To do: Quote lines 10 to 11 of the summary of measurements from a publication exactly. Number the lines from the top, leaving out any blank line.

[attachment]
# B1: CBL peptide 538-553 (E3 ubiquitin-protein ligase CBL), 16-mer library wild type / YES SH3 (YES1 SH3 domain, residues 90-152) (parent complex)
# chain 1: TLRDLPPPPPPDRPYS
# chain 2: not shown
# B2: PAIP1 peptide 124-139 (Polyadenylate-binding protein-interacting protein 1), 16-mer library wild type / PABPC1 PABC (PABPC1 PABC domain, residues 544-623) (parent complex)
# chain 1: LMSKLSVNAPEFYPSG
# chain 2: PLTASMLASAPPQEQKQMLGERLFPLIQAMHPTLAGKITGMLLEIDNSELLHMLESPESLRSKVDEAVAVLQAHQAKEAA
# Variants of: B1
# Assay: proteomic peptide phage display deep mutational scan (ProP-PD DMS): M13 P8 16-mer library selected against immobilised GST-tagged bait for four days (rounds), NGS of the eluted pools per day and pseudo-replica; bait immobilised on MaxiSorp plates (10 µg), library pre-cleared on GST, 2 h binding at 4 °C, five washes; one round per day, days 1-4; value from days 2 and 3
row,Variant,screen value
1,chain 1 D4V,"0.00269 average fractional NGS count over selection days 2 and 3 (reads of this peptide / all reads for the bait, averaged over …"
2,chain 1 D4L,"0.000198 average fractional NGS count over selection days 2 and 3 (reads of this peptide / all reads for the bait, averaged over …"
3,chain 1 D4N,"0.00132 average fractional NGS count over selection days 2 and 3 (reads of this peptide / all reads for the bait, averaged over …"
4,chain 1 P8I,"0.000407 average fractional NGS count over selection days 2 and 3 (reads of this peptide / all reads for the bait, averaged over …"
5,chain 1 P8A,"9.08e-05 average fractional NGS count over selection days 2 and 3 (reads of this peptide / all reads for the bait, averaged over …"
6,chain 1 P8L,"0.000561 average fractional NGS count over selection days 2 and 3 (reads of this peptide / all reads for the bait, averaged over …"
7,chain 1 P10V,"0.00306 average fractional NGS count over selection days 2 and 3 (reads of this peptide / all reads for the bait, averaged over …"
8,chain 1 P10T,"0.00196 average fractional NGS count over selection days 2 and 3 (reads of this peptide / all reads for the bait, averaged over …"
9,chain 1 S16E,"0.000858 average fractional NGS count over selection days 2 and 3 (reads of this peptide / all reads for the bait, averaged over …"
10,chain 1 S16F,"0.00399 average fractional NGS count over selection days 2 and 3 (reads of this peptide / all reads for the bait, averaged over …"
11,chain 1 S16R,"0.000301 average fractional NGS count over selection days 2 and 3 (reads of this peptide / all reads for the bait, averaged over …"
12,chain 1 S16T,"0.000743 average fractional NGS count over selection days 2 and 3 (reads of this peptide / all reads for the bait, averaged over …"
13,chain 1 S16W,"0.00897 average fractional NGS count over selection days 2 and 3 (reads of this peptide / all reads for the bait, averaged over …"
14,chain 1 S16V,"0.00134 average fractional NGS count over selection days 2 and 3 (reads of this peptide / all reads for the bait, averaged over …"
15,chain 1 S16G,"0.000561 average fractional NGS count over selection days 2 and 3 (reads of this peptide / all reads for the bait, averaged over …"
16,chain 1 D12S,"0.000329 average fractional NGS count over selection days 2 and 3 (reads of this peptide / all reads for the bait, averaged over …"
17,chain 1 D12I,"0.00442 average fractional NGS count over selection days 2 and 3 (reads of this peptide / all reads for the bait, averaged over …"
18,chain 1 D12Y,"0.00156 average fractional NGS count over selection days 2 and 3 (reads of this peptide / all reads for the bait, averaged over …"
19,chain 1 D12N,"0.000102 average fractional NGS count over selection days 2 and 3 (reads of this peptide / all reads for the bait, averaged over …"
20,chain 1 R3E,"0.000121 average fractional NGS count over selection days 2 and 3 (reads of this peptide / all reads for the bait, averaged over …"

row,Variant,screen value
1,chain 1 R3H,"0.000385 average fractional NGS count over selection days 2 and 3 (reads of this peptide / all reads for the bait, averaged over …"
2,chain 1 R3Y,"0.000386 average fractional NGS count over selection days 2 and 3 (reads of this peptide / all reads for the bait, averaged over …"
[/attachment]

1,chain 1 D4V,"0.00269 average fractional NGS count over selection days 2 and 3 (reads of this peptide / all reads for the bait, averaged over …"
2,chain 1 D4L,"0.000198 average fractional NGS count over selection days 2 and 3 (reads of this peptide / all reads for the bait, averaged over …"